Just a short flight from Tokyo, Japan’s icy northernmost island is known for world-class powder snow, delicious seafood, and natural hot springs. Much of Hokkaido is wild and unspoiled, with volcanic lakes and a fascinating indigenous culture.
Here you can hit the high slopes of Niseko and Rusutsu in winter or scour the markets for fresh sushi, sashimi, and other seafood delights. You can also hike and explore the island’s many national parks in summer.
What’s new? You’ll be on cloud nine at the Unkai Terrace in Hokkaido — literally. An extension of Hoshino Resorts Tomamu, the Unkai Terrace is centred around the concept of enjoying unkai (sea of clouds) views in nine different ways.
Steeped in history, Kyoto is the epicentre of Japanese culture. Temples and shrines such as Kiyomizudera Temple and Kinkakuji Golden Pavillion are must-visits, as are the bamboo groves of nearby Arashiyama. Kyoto is considered the birthplace of Geisha culture and has more World Heritage Sites per square mile than anywhere else in the world.
Kyoto is postcard-perfect Japan. Traditional ryokan accommodation is everywhere and there is a swathe of ‘oh-so-Japan’ experiences to be found around every corner. Beyond the city limits, Miyama is one of the last towns with thatched-roof farmhouses, many of which are still inhabited.
What’s new? Affordable luxury is hard to come by if you’re exploring a destination as popular as Kyoto, but Karasuma Rokkaku, an impressive four-star hotel, has more to offer than its reasonable room rates. Built around the former Ban family residence, its authentic machiya (traditional townhouse) structure is a prime example of traditional Kyoto architecture.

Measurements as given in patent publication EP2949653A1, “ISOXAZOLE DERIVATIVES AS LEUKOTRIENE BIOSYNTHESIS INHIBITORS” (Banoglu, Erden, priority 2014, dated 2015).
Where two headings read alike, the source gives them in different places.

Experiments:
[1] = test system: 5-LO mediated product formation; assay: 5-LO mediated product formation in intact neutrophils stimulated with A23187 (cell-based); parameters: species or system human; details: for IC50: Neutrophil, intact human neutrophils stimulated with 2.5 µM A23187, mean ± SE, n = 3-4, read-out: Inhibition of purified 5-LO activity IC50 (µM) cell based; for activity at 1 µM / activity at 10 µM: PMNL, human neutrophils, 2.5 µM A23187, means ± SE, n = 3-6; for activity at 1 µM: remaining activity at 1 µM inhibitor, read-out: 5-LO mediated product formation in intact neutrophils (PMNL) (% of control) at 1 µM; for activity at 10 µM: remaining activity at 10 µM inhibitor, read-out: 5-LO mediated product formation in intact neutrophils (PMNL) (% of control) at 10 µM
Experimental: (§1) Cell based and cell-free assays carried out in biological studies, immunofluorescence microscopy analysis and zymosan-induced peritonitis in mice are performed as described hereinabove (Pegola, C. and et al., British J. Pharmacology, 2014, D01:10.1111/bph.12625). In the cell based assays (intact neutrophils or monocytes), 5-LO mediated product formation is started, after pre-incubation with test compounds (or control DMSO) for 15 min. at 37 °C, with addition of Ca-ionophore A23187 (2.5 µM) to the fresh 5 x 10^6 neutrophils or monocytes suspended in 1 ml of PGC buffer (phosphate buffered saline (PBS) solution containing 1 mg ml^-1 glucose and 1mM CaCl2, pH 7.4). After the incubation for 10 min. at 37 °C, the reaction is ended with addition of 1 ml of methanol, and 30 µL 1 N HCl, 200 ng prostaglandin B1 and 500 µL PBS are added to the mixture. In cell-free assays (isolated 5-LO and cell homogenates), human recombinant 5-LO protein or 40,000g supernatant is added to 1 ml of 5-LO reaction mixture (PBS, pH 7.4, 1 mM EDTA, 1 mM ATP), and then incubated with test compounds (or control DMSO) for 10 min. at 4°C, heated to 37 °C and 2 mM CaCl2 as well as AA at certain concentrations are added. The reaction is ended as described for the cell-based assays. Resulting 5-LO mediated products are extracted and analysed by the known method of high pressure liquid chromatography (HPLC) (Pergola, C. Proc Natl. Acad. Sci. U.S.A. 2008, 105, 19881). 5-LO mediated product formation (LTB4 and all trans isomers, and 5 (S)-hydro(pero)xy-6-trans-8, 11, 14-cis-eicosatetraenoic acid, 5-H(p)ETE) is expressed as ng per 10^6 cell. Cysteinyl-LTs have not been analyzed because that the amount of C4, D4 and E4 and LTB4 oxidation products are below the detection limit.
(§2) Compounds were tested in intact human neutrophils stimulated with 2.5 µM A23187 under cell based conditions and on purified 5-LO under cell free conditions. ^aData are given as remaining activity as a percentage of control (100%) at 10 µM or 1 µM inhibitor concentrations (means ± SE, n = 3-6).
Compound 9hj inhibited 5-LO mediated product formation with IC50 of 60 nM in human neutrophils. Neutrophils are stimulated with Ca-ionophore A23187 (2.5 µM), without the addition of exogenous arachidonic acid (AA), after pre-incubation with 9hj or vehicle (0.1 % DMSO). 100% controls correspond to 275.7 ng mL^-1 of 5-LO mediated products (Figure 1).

Japan’s north-eastern wilderness, which encompasses six rural prefectures is bound by custom, heritage and, more recently, the tragedy of the 2011 earthquake and tsunami. The region’s picturesque Ginzan Onsen town is like stepping back in time to the early 20th century.
Tohoku is just over an hour away from Tokyo on the bullet train, depending on which part you’re visiting. The region’s expansive rice paddies, complete with rice paddie art and beautiful villages, instantly immerse visitors in warm rural landscapes reminiscent of Studio Ghibli films. This often-overlooked region offers dramatic landscapes, history-rich sites, craft sake and a host of outdoor activities like rafting, hiking, and skiing.
What’s new? The hotly-anticipated Hirosaki Museum of Contemporary Art opened in July in a historic brick warehouse built a century ago as a sake brewery. It can be found in the castle city of Hirosaki, famous for cherry blossoms and for apple production.
About three hours from Osaka, Kinosaki Onsen has maintained its serene atmosphere and authentic old Japan allure. The town’s wonderfully preserved architecture and authentic hot spring ambience along every street and alleyway will have you snapping non-stop.